Simple College Math: Students + Blogging = Enrollment

Student Blogging

Here at EVG, we’ve been talking a lot about marketing tips for higher education. How can universities reach and engage prospective students in today’s marketing world? Obviously, old-school brochures aren’t cutting it anymore. Today’s students expect fresh, creative, modern, interesting content. They want to experience your university so thoroughly and honestly that they can practically taste the dining hall cookies, hear the cheering at the football games and feel the nervous excitement of the first day of class. How can you offer them this experience? Blogging.

When I was a senior in high school, I wasn’t able to visit many college campuses. The only way I could experience potential schools was by watching the cheesy, uninspiring VHS video tours sent in the mail. Needless to say, I was not thrilled by any of them. Now, eight years later, university marketing campaigns have already progressed by leaps and bounds. A quick Google search for university blogs pulled up lots of great results, from a Boston University blog written by professors to a series of Vanderbilt University blogs titled “From the Students.” Even online schools are jumping on the blogging bandwagon.

Besides the obvious benefits—drawing traffic to your site and converting prospective students into enrolled students—blogging also helps universities avoid “selling” to students. More than ever, today’s students are wary of marketing that comes across as “sales-y” and dishonest. The Vanderbilt “From the Students” blog is a prime example of how to avoid this. The university marketing team is essentially saying, “Don’t take it from us—listen to the students!” The blog posts feature students’ answers to questions such as “If you could give one piece of advice to a high school senior choosing a college, what would it be?” and “What is your favorite thing about living in Nashville?” A cool music scene, Christmas at Opryland and Vandy baseball games in the spring? Sign me up!

In addition, and perhaps most importantly, blogging creates an experience for the reader. My own alma mater, Furman University, has a team of freshmen bloggers who blog about everything from marching band and kickball tournaments to sorority initiations and Friday night dinners at restaurants downtown. A recent blog post even mentioned a stage combat expert visiting to teach the theater majors how to stage a fake fight. Prospective students get a very clear and engaging glimpse into life as a freshman at Furman. (Can I please go back?)

Student blogging is also ideal because students are more in touch with their peers than older generations, meaning the content they produce will be relevant and appropriate. A couple years ago, Furman’s former president sent out a Harry Potter-themed video to potential students. Let’s just say it didn’t go over so well. Rely on your students to create content that speaks to their generation.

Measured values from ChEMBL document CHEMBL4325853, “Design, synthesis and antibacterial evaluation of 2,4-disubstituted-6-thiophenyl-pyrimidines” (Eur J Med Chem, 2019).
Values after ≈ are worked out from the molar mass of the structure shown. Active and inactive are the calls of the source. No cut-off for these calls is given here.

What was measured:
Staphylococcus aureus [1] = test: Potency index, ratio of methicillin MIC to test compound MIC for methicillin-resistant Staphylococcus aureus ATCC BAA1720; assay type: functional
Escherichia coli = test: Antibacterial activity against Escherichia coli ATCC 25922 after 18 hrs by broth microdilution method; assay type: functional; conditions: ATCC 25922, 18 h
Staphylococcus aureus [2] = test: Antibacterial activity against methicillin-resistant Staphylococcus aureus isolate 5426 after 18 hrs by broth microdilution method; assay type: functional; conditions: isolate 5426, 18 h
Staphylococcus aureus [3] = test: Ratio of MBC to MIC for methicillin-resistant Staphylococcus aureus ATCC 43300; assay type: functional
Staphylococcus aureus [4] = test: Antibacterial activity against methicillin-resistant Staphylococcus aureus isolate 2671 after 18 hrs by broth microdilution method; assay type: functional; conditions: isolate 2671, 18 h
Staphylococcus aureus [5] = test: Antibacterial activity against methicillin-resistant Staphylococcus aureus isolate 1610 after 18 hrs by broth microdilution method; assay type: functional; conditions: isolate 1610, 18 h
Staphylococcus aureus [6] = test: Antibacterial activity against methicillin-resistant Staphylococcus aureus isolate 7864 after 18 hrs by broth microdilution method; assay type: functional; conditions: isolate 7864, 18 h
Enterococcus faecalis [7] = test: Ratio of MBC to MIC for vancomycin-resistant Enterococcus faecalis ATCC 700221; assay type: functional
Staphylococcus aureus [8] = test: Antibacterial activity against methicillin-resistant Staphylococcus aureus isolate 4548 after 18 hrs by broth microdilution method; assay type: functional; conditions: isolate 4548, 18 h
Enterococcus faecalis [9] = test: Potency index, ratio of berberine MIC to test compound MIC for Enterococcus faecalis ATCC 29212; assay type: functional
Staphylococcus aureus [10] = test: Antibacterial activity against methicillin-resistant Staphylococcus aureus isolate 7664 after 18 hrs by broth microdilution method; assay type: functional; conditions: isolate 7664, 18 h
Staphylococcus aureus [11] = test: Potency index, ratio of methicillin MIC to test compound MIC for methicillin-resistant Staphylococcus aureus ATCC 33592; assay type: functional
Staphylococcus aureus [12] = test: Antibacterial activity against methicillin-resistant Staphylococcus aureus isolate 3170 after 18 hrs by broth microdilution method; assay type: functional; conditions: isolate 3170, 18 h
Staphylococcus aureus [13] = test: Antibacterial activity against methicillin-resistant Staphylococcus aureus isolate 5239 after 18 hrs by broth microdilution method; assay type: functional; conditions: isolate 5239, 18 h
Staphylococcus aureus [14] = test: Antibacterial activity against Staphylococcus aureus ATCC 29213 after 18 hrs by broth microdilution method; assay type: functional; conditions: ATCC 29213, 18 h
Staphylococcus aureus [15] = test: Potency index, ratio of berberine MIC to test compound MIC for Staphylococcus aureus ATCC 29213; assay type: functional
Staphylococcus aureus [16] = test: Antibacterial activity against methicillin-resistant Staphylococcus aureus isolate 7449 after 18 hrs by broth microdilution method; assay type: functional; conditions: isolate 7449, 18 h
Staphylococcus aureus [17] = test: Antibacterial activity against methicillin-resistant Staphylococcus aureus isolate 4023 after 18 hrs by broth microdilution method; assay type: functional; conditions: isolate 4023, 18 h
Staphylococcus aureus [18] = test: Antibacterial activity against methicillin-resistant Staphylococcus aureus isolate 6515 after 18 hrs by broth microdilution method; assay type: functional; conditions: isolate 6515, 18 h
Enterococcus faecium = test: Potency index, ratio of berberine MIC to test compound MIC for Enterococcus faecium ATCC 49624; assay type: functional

So what’s the bottom line? If your university isn’t blogging, now is the time to start. Here are some tips to keep in mind:

  • Post regularly. Students want up-to-date content, and if you continue adding fresh posts, they’ll keep coming back.
  • Focus on a wide variety of topics. Sports, courses, clubs, Greek life, special events—different students want to know about different features of your university. Don’t leave them hanging.
  • Include photos and videos in your blog posts. We all know the Internet is a visual place, so let students see what your campus is all about!
  • Include calls to action and related posts somewhere on the page to encourage students to continue interacting.
  • Make the blog easy to find on your website. High school students aren’t going to waste time clicking through five pages to find it.
  • Consider creating a recruitment app that includes your blog posts, along with photos, videos, application tips, etc.

What other blogging and marketing tips do you have for schools? Share them in the comments!

Learn more about EVG’s content marketing services for higher education.


Laurel ReeseProject Manager

Related Posts

The silhouette of a human face overlaid with digital coding to represent artificial intelligence

Riding the AI Content Creation Wave with EVG Media

Inarguably, one of the burning questions of the content creation world is how to respond to the rise of widely

The Brand-Building Value of Content Marketing

When considering the value of content marketing, businesses tend to focus on quantifiable performance indicators—think social media engagement numbers and

A small paper boat sails across the open sea

Benefits of a Business Blog in 2024

In 2024, it seems like every business has a blog that’s churning out content. Adding another complication into the mix,